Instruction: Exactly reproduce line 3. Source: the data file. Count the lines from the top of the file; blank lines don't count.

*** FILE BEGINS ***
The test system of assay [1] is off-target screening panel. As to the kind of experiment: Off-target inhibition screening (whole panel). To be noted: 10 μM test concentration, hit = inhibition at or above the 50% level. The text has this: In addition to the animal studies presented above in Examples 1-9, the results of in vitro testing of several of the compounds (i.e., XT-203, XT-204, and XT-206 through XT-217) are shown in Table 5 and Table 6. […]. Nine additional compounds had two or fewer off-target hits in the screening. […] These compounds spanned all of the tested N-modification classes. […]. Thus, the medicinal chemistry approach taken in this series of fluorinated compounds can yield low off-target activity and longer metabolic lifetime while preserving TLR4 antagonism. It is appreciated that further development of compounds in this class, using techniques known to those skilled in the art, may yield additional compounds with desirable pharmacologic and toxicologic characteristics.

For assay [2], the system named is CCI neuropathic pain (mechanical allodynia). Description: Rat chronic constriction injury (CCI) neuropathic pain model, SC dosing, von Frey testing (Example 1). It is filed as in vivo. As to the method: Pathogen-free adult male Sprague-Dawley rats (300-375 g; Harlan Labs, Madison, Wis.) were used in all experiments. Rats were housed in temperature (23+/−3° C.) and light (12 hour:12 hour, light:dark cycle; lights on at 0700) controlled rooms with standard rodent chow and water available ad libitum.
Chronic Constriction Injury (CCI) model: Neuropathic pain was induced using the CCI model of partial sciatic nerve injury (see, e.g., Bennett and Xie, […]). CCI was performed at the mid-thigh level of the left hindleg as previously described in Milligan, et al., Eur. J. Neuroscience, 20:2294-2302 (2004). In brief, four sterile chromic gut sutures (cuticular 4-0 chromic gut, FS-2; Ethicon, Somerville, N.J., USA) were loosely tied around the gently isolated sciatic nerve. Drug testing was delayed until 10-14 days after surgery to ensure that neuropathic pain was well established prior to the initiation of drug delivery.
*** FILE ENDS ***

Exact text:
Chronic Constriction Injury (CCI) model: Neuropathic pain was induced using the CCI model of partial sciatic nerve injury (see, e.g., Bennett and Xie, […]). CCI was performed at the mid-thigh level of the left hindleg as previously described in Milligan, et al., Eur. J. Neuroscience, 20:2294-2302 (2004). In brief, four sterile chromic gut sutures (cuticular 4-0 chromic gut, FS-2; Ethicon, Somerville, N.J., USA) were loosely tied around the gently isolated sciatic nerve. Drug testing was delayed until 10-14 days after surgery to ensure that neuropathic pain was well established prior to the initiation of drug delivery.